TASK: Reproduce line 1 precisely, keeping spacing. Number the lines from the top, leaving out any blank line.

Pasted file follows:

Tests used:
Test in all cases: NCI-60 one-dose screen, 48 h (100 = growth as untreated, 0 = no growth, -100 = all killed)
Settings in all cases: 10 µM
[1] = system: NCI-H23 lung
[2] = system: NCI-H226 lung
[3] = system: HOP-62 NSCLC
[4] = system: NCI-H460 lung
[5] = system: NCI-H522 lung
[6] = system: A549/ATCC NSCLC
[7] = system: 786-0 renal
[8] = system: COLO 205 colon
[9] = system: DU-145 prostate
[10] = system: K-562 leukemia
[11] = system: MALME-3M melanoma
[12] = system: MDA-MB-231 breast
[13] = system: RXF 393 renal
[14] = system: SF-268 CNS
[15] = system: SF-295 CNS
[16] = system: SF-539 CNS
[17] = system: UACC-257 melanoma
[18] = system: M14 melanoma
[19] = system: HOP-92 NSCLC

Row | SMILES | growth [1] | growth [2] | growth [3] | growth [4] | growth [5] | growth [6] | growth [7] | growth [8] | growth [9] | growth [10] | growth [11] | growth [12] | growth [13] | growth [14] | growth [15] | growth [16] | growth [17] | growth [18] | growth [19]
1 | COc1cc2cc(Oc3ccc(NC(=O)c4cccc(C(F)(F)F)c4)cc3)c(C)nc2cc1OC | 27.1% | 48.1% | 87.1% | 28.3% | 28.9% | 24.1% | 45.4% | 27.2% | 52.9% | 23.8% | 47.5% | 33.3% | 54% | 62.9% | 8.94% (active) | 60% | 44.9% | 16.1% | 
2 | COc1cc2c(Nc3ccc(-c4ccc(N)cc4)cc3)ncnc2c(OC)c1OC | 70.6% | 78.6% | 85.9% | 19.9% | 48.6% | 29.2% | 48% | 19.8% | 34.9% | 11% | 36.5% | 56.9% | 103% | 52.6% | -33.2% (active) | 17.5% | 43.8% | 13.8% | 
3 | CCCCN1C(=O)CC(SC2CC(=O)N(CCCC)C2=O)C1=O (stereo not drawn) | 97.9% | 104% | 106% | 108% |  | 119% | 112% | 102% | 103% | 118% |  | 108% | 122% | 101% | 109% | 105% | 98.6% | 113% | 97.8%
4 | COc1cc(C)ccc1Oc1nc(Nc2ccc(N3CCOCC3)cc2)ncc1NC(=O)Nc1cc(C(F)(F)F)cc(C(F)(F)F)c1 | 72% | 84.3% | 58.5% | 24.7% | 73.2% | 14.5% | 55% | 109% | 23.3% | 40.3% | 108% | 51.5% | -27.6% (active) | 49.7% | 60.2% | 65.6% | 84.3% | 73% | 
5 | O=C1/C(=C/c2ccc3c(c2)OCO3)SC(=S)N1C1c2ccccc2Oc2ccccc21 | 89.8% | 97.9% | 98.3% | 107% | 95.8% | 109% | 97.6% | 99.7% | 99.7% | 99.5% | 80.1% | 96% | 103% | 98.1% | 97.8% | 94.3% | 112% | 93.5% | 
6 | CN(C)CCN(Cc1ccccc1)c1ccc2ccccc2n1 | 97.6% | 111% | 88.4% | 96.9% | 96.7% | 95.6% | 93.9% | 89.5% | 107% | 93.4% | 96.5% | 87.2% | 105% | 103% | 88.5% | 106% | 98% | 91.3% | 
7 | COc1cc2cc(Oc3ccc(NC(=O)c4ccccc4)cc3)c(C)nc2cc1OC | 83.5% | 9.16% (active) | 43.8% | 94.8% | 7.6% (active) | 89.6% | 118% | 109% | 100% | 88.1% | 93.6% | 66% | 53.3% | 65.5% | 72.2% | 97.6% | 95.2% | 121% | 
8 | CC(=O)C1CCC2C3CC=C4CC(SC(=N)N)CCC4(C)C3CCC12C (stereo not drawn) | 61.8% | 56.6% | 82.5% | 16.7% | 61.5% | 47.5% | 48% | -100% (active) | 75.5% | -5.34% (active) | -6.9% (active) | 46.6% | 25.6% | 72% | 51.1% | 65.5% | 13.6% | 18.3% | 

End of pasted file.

Tests used: